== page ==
Almost any business involves some kinds (even if not formalized) of contractual engagements with customers and vendors. While many entrepreneurs are eager to "hit the ground running," a business owner who fails to use well-crafted written contracts may create significant unintended problems and liabilities for the business, as well as unrealistic expectations from its customers. Drafting and incorporating customized contracts into the new business operations from the outset is an inexpensive way to ensure that both the business and its customers or vendors have a clear understanding – or at least a clear framework for understanding – of the terms and conditions that will govern their business relationship.


Unfortunately , some individuals, even those having the greatest entrepreneurial ambitions, are frequently deterred from their pursuits by the mountain of municipal, county, state, and federal rules and regulations that directly influence their business and the viability of their business model. A new business owner must be acutely familiar with Workers Compensation rules, Department of Labor Standards, EPA requirements, healthcare mandates, IRS restrictions, and a host of other regulations which are adopted and expanded on a daily basis. Ignorance of the law – even law that is counter-intuitive to the basics of logic – is almost never an excuse for failing to abide by it. It is therefore critical for a new business owner to comprehend the legal landscape that will affect his or her business.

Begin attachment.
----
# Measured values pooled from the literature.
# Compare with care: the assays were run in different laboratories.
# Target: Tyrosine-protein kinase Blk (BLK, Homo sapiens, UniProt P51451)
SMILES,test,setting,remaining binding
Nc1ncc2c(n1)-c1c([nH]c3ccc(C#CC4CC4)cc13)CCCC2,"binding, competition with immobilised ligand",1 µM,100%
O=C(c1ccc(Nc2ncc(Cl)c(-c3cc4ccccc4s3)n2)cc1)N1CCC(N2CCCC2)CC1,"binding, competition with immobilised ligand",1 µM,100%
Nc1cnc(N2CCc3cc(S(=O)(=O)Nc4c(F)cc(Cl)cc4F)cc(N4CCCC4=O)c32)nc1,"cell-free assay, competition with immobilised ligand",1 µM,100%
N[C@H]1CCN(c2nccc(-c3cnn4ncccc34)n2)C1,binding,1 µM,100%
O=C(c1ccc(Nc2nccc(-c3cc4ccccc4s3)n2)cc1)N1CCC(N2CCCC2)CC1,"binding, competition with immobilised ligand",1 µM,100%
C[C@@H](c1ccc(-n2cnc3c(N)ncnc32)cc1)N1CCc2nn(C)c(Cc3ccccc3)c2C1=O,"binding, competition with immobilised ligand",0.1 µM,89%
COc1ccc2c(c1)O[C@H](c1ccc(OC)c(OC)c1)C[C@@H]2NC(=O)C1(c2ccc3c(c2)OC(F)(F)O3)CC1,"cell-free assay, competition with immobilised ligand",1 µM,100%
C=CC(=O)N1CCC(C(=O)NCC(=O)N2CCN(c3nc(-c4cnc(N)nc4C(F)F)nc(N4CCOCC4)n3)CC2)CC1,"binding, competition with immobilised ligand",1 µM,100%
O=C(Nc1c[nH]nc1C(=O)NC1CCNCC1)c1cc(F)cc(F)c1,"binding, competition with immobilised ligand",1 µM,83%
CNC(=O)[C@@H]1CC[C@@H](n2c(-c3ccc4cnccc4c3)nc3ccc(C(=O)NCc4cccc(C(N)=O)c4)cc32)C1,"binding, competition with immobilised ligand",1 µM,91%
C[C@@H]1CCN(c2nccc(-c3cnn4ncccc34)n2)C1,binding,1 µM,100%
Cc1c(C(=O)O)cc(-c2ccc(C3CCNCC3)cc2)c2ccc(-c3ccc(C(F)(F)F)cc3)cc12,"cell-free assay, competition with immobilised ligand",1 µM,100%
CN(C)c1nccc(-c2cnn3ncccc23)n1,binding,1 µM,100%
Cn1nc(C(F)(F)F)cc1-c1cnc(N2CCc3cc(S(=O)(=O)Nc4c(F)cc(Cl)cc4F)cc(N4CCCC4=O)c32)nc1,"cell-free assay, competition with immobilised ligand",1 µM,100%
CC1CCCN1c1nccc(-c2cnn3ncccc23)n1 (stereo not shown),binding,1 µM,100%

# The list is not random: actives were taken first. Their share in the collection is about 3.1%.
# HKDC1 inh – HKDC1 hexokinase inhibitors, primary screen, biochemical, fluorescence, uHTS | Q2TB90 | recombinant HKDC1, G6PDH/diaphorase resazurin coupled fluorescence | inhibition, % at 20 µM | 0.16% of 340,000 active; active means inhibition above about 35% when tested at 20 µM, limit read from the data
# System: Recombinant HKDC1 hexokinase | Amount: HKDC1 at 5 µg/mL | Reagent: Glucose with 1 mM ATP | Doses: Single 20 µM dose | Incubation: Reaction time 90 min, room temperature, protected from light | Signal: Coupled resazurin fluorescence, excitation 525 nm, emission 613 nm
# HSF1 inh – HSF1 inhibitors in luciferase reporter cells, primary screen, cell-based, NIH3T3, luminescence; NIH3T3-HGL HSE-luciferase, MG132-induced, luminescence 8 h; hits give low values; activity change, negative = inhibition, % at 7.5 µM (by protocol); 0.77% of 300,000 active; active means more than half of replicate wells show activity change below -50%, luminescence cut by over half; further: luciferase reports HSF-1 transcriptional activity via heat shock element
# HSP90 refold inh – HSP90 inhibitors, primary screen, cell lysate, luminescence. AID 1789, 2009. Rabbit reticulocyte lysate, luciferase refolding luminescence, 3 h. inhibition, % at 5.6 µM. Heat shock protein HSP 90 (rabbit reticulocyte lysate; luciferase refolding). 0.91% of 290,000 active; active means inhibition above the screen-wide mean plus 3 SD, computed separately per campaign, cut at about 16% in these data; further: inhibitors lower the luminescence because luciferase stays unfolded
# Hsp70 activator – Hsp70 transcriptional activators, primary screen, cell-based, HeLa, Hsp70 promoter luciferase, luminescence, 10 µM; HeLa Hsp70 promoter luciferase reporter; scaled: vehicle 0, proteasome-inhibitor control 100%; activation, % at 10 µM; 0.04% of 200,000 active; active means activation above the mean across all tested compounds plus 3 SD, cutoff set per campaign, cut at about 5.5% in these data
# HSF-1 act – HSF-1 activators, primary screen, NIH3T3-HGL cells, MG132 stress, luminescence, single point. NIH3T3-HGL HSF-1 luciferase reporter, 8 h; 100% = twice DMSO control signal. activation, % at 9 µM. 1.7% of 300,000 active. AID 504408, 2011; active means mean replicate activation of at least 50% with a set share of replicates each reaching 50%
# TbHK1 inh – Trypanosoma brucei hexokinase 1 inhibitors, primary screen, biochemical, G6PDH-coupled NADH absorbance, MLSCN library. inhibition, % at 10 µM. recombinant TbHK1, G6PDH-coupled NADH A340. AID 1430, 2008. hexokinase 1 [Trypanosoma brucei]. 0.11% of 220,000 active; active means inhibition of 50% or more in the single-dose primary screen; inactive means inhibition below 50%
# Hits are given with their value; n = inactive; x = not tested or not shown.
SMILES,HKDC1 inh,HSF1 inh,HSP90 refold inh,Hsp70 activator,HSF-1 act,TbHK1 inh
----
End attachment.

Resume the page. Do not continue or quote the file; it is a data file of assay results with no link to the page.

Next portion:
For individuals who intend to partner with others in a new business, it is imperative to establish a well-drafted set of rules – either in the form of bylaws, an operating agreement, or a partnership agreement – to clearly and explicitly govern the company's operations and each partner's respective rights and obligations. Too often people go into business with each other on a wave of optimism, making unreasonable assumptions about the plans and expectations of their partners or co-owners. These misplaced assumptions can result in dissent, disagreement, even strife, and potentially the demise of the business. Nonetheless, in many cases, these problems may be avoided by simply establishing ground rules on the front end that will explicitly govern the roles, rights, liabilities, and benefits each owner of the business will be expected to bear. While optimism is a necessary element to starting a successful business, it is also critical to have contingencies in place to confront the possibility that things will not go as planned.